19 Hearing more of this singular metal to which they attributed singular virtues in curing diseases I resolved to obtain permission to see it if I could and proposed to them to go with me. this they would not listen to. there is amongst them a Spaniard of the name of Tatesuck who was taken prisoner when a child and raised amongst them, he was some years ago Liberated and might have gone where he pleased, but knowing no other language than theirs he concluded to remain with them, he became the most distinguished man in the nation as a warrior and the first Leader of war parties and is really a Brave, Subtle and intrepid man and his Wife a Panie woman as remarkable for her address and intrigue.---This Couple became my most intimate acquaintance I made them some presents and obtained from them a promise to shew me this extraordinary piece of metal, for the more I heard about it the more my anxiety was increased suspecting from their account of it and great veneration for it, it might be Platina or something of great value, no white man at this time had seen it; This day the Party of our People who went to trade with the Hietans returned and suspected that the Indian guide they had with them had refused to guide them to the Hietan Camp. This day to the 27th we were stationary at the Village nothing extraordinary happening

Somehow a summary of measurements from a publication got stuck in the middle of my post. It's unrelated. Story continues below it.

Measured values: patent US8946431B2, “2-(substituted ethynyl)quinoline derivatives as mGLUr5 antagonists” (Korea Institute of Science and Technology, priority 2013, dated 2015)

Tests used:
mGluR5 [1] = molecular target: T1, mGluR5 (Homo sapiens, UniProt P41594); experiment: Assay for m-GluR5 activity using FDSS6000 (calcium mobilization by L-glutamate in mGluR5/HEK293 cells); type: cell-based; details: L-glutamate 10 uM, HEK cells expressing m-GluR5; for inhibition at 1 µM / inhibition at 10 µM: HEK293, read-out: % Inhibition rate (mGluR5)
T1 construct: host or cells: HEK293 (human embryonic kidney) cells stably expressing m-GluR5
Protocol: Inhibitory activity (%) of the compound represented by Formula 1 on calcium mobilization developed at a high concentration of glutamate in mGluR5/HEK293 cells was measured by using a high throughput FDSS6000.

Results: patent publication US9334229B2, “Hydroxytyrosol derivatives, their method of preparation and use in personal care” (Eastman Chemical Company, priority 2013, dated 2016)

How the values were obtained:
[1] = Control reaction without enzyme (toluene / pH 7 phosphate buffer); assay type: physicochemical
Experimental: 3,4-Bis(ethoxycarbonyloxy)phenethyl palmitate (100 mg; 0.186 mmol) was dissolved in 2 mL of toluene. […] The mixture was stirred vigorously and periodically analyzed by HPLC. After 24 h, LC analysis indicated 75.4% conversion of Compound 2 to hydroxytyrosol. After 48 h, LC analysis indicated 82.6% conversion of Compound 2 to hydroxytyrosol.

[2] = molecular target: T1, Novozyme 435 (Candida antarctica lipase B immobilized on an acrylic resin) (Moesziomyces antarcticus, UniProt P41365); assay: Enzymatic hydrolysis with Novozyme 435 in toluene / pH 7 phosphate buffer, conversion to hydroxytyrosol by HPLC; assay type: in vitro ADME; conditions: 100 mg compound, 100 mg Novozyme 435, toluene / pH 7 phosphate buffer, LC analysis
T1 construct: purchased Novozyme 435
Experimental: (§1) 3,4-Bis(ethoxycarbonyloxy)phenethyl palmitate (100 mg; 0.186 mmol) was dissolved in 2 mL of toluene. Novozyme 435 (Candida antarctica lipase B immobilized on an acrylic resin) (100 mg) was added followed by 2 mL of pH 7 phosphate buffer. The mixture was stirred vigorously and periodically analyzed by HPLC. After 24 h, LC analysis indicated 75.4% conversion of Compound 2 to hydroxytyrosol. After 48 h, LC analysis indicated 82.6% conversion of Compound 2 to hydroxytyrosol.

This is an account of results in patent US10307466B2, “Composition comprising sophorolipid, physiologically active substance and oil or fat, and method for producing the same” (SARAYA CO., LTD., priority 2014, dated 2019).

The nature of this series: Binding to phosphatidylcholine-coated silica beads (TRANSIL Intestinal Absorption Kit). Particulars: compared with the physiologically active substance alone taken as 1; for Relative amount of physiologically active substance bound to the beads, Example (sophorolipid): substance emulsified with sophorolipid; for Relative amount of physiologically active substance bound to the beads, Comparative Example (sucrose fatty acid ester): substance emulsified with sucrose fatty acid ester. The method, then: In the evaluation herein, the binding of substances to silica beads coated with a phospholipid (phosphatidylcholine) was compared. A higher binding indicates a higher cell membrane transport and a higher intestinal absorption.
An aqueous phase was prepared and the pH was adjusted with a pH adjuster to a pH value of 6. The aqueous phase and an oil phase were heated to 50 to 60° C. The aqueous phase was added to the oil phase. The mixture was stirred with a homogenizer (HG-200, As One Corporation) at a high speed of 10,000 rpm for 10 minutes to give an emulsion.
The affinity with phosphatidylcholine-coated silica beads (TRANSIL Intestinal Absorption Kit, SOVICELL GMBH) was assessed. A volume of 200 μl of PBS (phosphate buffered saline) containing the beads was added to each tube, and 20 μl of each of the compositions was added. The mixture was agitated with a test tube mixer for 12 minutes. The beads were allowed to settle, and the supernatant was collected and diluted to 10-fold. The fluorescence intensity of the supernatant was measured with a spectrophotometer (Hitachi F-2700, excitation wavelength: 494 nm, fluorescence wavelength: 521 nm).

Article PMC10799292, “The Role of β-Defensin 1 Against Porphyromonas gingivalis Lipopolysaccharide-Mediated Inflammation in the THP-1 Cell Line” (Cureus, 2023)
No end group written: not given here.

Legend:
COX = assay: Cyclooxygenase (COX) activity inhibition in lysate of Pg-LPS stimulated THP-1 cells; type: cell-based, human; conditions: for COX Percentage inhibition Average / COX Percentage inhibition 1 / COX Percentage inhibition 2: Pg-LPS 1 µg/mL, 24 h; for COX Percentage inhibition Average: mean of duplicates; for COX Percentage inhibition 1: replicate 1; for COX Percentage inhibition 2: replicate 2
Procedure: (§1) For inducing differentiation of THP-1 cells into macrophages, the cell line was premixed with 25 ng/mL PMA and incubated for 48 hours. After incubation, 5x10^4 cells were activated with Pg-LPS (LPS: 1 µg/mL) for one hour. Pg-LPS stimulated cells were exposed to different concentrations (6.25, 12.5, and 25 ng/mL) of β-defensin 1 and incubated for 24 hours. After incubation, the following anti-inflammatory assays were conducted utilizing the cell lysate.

Sept 28th A Party of Ozages made their appearance on Horseback advancing directly to the village as though it was their intention to enter it, but it was soon discovered that their only object was to get between the Village and some of the Panie Horses so as to cut them off, which they effected and drove of a number. the Panis sallied out upon them and killed one of them and Ozages wounded a Pani so that he died the next day. Amongst the Horses was a very valuable one of mine We were persuaded it was the same Party who stole our Horses on the 22nd of August one of them was riding a remarkable Paint Horse that used to be my own riding Horse, which was stolen with those on the 22nd of August---The Ozage Indian that was killed was cut in pieces and distributed through the different Villages and all the men women and children danced for three days.